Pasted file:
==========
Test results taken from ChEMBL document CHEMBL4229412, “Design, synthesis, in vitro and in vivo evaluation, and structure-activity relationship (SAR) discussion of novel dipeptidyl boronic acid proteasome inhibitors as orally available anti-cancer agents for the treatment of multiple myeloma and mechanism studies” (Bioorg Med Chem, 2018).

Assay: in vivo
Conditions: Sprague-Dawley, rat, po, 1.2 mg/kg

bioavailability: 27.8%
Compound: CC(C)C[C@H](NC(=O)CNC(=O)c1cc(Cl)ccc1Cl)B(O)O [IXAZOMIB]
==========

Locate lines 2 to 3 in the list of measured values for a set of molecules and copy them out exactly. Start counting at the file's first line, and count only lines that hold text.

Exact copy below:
Assay: in vivo
Conditions: Sprague-Dawley, rat, po, 1.2 mg/kg